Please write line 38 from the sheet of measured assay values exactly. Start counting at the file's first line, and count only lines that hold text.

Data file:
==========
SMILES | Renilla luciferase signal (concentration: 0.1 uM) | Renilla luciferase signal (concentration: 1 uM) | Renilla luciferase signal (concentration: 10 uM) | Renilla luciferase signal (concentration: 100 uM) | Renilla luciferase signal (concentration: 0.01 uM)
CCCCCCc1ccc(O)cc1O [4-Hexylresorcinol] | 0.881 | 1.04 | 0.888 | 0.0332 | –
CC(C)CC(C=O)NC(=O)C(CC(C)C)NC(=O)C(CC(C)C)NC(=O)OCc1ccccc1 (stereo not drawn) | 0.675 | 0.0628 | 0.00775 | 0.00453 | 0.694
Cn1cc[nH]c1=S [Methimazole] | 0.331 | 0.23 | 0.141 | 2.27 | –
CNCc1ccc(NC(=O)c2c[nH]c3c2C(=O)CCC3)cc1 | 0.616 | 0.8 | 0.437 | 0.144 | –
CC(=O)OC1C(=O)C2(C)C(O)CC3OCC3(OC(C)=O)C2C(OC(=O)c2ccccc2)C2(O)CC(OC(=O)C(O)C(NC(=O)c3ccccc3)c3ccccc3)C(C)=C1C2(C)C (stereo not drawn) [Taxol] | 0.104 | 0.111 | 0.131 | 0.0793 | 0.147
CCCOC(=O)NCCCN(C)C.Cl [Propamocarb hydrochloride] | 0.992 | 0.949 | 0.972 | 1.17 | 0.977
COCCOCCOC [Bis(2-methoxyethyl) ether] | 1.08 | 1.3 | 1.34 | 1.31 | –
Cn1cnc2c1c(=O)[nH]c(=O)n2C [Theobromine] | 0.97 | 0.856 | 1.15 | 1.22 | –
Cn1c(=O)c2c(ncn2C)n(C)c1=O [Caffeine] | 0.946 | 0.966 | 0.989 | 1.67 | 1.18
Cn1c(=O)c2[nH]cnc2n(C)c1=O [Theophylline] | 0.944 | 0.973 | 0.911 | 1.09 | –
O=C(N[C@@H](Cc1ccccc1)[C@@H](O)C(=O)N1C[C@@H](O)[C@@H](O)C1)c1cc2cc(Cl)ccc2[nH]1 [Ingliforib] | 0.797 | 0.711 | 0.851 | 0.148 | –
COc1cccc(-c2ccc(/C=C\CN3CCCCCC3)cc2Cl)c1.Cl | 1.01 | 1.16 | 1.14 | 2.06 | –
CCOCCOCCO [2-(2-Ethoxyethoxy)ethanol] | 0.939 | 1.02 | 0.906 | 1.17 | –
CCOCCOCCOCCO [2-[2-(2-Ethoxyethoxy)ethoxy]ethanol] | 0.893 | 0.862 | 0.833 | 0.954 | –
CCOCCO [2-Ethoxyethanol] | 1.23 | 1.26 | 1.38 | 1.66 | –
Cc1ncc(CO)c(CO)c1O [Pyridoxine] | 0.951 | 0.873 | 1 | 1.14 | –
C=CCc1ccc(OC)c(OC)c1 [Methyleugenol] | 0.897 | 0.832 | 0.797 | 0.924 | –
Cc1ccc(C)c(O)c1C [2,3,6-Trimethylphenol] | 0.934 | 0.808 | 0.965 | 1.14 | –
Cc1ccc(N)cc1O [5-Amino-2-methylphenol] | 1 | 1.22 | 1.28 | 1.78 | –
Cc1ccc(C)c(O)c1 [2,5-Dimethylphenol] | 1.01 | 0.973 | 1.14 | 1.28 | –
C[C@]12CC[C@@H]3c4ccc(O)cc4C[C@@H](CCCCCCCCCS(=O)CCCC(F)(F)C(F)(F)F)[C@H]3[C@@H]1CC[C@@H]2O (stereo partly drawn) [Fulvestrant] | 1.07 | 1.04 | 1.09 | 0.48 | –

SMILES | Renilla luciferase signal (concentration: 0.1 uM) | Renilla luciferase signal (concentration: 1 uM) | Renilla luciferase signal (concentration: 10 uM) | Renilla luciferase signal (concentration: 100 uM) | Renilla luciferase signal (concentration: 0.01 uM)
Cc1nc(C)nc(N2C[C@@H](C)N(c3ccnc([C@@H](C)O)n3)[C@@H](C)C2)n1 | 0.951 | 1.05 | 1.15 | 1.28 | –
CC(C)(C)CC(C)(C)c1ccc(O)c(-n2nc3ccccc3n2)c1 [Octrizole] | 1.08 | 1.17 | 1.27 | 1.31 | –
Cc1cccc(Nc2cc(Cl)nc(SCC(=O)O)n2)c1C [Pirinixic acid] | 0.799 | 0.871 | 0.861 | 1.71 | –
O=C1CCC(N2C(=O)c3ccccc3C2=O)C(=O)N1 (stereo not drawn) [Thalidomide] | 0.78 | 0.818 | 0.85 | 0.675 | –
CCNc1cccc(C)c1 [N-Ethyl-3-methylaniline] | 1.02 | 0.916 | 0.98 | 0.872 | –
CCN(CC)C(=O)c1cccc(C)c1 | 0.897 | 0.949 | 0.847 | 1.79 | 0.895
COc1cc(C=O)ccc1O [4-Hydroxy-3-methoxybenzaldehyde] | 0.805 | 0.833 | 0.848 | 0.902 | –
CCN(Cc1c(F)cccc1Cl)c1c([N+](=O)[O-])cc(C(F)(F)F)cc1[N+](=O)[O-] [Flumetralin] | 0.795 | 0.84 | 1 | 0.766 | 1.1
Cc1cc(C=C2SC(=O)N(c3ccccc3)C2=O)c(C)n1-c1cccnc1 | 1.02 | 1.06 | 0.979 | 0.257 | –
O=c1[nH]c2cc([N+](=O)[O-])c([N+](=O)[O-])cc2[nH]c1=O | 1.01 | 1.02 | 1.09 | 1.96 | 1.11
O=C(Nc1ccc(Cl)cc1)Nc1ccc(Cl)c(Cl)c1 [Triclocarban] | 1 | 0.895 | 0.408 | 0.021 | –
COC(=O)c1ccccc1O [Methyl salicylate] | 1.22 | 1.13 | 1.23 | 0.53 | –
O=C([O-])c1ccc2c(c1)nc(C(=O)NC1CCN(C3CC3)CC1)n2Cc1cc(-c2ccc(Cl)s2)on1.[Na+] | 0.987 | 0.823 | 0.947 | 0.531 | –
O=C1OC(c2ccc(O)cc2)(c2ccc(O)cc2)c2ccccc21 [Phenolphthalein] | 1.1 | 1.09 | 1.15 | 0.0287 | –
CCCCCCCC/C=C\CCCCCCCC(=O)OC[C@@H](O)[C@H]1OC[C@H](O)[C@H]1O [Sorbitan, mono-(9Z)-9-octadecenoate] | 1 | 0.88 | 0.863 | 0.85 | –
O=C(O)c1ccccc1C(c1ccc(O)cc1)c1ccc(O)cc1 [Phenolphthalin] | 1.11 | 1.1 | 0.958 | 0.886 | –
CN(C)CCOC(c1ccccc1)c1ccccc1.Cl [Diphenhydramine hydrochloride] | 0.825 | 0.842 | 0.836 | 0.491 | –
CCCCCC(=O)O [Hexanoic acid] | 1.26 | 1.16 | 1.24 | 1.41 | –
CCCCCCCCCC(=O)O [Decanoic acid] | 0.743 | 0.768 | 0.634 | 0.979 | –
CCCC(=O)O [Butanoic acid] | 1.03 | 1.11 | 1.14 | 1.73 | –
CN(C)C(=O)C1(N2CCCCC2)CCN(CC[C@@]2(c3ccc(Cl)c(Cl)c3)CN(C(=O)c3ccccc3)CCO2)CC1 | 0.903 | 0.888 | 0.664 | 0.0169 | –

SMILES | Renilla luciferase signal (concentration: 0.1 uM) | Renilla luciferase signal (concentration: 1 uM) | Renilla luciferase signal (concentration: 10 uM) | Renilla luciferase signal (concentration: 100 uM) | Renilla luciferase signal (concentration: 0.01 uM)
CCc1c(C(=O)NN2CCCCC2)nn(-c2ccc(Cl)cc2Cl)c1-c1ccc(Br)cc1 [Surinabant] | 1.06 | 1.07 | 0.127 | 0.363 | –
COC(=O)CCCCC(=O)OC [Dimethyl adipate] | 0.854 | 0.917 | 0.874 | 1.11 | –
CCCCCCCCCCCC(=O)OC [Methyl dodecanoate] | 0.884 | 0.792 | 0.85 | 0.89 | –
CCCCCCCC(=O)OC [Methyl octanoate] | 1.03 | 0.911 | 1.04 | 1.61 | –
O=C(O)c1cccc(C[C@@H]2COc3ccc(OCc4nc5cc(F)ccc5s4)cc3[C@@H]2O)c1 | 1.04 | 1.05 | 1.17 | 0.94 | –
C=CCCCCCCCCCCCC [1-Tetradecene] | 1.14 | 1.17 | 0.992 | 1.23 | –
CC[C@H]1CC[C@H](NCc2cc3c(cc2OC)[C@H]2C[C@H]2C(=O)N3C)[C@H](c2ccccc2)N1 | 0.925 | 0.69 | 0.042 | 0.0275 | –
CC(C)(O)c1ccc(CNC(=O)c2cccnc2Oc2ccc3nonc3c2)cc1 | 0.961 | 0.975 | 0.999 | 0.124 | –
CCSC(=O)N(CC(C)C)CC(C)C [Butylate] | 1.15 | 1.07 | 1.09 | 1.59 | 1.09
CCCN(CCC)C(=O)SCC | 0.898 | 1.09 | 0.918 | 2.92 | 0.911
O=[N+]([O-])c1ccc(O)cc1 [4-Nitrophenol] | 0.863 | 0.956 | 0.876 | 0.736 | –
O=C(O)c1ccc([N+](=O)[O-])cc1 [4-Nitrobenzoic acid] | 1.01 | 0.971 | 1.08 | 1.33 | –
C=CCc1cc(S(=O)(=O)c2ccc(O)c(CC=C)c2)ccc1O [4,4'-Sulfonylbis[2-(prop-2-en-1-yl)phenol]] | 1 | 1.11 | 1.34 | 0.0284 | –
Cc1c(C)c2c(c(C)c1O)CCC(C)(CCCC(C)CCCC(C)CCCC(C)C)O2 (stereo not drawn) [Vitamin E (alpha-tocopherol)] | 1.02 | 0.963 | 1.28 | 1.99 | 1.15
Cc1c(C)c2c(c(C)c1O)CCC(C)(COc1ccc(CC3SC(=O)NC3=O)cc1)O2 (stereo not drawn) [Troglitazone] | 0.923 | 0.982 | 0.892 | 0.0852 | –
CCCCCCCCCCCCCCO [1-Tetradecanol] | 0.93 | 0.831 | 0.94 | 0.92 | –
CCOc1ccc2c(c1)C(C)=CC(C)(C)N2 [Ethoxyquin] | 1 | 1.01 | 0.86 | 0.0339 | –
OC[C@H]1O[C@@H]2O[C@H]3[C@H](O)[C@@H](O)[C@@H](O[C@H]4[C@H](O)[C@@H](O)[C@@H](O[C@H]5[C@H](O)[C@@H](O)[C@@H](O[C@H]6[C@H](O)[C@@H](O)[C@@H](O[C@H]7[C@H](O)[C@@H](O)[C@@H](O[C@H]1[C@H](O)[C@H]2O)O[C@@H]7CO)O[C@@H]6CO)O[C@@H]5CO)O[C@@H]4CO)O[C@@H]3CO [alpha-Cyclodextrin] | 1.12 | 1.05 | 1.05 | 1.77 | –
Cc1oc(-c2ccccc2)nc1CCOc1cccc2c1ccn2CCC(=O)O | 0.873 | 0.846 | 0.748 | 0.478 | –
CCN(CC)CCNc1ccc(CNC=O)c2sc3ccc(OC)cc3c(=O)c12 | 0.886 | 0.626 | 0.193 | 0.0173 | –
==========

CCCCCCCC/C=C\CCCCCCCC(=O)OC[C@@H](O)[C@H]1OC[C@H](O)[C@H]1O [Sorbitan, mono-(9Z)-9-octadecenoate] | 1 | 0.88 | 0.863 | 0.85 | –